November 24, 2014 | 3 Min. Read

The Best Defense is a Good Offense

Malicious cyber activity now costs $300BN a year worldwide as traditional security models are not effective. Software development is accelerating faster than application security with the proliferation of new platforms, languages, and deployment methodologies.  The age of quarterly security assessments is over as we migrate to the continuous deployment of software and dynamic cloud architectures. Therefore, as the status quo of infrequent security assessments fails to protect us from cyber threats because code is changing at such a rapid pace, Synack is finding success in employing Red Teaming tactics.

A Red Team, as defined in the draft of DoD Directive 3600.3 “DoD Information Operations Red Teaming” is:

“An independent, threat-based, and simulated opposition force that uses passive, active, technical, and non-technical capabilities on a formal, time-bounded basis to expose and exploit information system vulnerabilities of friendly forces.”

In order to design an effective security architecture to meet these current standards, organizations need to develop comprehensive threat models that illustrate the possible risks to their systems and utilize red teaming when exploring uncharted territory.

Threat Modeling

Threat modeling can help everyone understand the rationale behind specific security controls. It brings together stakeholders from engineering, operations and the executive team to brainstorm about the ThreatModelingProcessthreats to the systems, thus resulting in a security model as a whole that will receive more support from the workforce.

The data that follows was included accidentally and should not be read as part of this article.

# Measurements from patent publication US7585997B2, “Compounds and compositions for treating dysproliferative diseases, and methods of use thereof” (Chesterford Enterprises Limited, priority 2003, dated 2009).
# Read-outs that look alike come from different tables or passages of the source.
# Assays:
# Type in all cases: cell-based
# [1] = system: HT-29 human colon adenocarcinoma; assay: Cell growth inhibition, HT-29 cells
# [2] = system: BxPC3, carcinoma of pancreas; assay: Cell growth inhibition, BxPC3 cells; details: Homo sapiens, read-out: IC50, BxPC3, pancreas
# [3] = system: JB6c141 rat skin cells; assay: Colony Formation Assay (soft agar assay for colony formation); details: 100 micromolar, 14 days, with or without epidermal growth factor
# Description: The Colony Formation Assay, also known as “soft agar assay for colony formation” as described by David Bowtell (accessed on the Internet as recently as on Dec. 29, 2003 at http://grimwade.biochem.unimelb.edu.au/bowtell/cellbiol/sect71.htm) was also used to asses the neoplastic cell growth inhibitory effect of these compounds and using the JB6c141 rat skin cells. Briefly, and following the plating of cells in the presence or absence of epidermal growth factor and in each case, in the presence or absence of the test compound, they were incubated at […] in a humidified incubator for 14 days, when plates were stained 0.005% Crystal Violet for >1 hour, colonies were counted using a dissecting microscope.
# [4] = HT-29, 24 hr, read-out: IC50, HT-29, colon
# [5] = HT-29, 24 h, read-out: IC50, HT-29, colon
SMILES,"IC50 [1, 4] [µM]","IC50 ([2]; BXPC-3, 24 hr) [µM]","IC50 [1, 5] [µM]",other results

A good starting point for the threat model is to build a data flow diagram (DFD) that shows how data transits the system.  The ingress and egress points for data in the system will show us potential avenues for data manipulation and extraction.  The DFD and the information known about the data elements will allow the team to construct a threat profile.  What kind of data would an adversary want to extract from this sample system?  From here, STRIDE is a suitable threat modeling framework and DREAD can be used to prioritize the threats.

Unfortunately, despite our best efforts, the model is constrained by the creativity of the team analyzing the system.  Consequently, there will be threats that the team did not consider.  What are the unknown unknowns?

“There are known knowns. These are things we know that we know. There are known unknowns. That is to say, there are things that we know we don’t know. But there are also unknown unknowns. There are things we don’t know we don’t know.” – Donald Rumsfeld

Red Teaming

The threat model is a great starting point, but to begin discovering the unknown threats the team must act like the adversary.  Red Teaming provides a great mechanism to test the efficacy of the controls and ensure stakeholders did not underestimate the ease of exploiting a specific threat.  Even the best-designed security controls and threat assessments need to be tested from the adversary’s perspective.

“No plan of battle ever survives contact with the enemy.” – Helmuth von Moltke

The only way to be certain our controls are correct is to test them in an offensive manner with a group of hackers of equal or greater skills than the adversary.  At Synack, we recruit and vett talented security researchers from around the world for the purpose of red teaming our clients’ assets.   In addition to testing the efficacy of security controls against known threats, our team is incentivized to discover previously unknown threats – the “unknown unknowns.”

The complexity of modern infrastructure and applications necessitates a dynamic security model that offers on-demand coverage and massive scale, without sacrificing the manageability and accountability necessary for control.  Synack provides a technology solution that allows enterprises to extend their in-house security teams with a skilled and vetted global researcher community to execute a comprehensive red team engagement.

Without such a solution, how do you prove that your organization is sufficiently protected?  What tactics do you rely on to make ensure a “Target-like” breach is not in your future?

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